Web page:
Computers that power self-driving cars could be a huge driver of global carbon emissions
Author: Adam Zewe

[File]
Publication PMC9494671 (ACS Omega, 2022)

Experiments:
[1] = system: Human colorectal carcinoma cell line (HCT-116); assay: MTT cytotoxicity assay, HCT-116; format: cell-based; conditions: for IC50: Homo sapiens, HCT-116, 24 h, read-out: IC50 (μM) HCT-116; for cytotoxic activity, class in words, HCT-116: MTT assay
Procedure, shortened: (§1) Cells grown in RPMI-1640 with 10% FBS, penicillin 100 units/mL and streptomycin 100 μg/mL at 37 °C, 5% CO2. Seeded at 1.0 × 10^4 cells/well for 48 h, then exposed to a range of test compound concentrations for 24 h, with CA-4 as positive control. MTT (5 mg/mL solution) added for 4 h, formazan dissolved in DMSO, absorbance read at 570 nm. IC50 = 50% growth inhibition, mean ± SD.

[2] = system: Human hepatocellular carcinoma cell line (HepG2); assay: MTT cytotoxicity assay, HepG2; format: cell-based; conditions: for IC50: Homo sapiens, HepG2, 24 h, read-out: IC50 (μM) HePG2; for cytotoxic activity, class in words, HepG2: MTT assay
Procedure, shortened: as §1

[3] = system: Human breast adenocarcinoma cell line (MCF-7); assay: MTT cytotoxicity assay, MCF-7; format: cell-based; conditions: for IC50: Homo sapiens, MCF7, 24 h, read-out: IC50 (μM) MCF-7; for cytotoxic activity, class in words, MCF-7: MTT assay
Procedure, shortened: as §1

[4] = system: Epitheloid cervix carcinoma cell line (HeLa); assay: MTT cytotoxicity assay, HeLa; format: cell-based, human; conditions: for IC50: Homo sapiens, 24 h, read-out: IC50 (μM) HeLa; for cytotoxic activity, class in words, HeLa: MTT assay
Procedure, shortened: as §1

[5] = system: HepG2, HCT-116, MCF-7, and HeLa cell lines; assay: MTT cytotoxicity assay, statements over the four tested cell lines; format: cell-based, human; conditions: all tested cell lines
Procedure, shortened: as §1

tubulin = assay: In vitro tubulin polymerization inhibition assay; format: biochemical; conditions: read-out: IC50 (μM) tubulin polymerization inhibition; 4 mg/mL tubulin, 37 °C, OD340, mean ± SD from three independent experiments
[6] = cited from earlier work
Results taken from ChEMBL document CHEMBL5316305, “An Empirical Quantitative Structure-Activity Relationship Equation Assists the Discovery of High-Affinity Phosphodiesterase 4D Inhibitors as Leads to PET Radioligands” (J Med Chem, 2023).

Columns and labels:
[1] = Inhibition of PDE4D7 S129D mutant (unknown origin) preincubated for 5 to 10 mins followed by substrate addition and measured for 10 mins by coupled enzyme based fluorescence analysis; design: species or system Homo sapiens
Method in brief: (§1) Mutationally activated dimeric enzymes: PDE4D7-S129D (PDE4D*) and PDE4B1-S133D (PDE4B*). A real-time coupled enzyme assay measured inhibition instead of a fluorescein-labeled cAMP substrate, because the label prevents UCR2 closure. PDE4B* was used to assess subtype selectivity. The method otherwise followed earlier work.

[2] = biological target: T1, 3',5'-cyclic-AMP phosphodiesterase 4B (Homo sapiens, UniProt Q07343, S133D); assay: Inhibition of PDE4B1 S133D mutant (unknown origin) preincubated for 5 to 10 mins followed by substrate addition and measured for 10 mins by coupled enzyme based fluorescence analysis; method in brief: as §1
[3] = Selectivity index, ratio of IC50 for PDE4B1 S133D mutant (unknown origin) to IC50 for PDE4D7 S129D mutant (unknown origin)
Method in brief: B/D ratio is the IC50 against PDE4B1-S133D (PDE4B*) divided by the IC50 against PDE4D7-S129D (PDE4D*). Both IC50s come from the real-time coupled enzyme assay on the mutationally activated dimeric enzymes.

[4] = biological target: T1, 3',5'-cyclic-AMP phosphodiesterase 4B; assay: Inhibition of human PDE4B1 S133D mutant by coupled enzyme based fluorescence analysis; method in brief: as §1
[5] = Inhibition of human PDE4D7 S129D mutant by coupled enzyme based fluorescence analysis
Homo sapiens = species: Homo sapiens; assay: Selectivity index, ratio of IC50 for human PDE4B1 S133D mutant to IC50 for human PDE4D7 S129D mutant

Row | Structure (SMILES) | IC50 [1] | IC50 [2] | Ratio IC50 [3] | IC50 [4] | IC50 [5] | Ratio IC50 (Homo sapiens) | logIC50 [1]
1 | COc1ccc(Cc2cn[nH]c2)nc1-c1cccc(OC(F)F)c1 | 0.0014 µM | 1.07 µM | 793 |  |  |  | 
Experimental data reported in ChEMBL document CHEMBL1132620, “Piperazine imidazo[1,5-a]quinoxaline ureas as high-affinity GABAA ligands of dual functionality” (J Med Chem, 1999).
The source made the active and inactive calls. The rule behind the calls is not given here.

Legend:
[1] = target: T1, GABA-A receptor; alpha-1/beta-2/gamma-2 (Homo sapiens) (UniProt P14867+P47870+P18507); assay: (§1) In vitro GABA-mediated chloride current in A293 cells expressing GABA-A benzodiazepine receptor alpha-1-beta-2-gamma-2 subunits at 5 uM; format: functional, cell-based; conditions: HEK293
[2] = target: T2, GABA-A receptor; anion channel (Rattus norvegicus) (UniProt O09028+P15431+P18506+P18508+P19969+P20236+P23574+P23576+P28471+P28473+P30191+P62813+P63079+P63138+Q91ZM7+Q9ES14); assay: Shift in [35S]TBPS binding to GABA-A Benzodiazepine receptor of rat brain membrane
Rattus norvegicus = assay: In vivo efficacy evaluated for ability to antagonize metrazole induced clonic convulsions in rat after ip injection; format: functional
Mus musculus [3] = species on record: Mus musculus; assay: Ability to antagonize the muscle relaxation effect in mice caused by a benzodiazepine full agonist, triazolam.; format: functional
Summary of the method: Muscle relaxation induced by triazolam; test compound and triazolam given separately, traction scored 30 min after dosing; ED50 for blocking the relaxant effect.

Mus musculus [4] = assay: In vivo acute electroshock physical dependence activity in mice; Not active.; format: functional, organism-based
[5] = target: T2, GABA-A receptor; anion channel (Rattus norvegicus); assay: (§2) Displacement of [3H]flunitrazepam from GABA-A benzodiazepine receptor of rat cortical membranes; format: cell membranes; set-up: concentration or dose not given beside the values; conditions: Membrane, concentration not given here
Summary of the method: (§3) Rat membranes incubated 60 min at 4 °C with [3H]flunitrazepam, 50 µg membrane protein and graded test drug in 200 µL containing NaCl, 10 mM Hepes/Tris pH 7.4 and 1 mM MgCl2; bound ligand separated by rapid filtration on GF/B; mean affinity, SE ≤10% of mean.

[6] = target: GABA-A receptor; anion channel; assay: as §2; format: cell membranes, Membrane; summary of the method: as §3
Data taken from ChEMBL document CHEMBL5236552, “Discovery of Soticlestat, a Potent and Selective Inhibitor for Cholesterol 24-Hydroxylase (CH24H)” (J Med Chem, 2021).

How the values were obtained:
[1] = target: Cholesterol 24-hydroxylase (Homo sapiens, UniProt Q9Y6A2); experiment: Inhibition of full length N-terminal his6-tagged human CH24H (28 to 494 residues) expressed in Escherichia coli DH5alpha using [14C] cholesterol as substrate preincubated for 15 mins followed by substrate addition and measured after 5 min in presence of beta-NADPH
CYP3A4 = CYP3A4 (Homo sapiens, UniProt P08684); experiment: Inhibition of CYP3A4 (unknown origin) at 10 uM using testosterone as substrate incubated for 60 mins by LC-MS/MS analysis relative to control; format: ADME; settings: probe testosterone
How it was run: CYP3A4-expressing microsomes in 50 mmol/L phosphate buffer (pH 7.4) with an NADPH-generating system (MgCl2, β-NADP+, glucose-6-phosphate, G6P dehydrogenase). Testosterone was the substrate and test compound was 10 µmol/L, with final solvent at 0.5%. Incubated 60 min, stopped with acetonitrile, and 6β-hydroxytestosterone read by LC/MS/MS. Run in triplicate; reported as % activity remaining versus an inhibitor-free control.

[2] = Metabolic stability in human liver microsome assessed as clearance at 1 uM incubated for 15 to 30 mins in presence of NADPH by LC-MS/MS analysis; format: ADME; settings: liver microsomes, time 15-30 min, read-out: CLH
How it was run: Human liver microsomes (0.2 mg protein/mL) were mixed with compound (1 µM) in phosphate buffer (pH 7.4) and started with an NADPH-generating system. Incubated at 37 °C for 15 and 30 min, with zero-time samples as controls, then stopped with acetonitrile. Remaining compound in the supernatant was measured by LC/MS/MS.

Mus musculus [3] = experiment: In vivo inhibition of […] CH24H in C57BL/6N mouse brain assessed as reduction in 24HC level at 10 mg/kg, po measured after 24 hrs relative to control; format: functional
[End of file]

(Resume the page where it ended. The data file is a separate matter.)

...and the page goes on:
In the future, the energy needed to run the powerful computers on board a global fleet of autonomous vehicles could generate as many greenhouse gas emissions as all the data centers in the world today. That is one key finding of a new study from MIT researchers that explored the potential energy consumption and related carbon emissions if autonomous vehicles are widely adopted. The data centers that house the physical computing infrastructure used for running applications are widely known for their large carbon footprint: They currently account for about 0.3 percent of global greenhouse gas emissions, or about as much carbon as the country of Argentina produces annually, according to the International Energy Agency. Realizing that less attention has been paid to the potential footprint of autonomous vehicles, the MIT researchers built a statistical model to study the problem. The researchers also found that in over 90 percent of modeled scenarios, to keep autonomous vehicle emissions from zooming past current data center emissions, each vehicle must use less than 1.2 kilowatts of power for computing, which would require more efficient hardware. In one scenario - where 95 percent of the global fleet of vehicles is autonomous in 2050, computational workloads double every three years, and the world continues to decarbonize at the current rate - they found that hardware efficiency would need to double faster than every 1.1 years to keep emissions under those levels.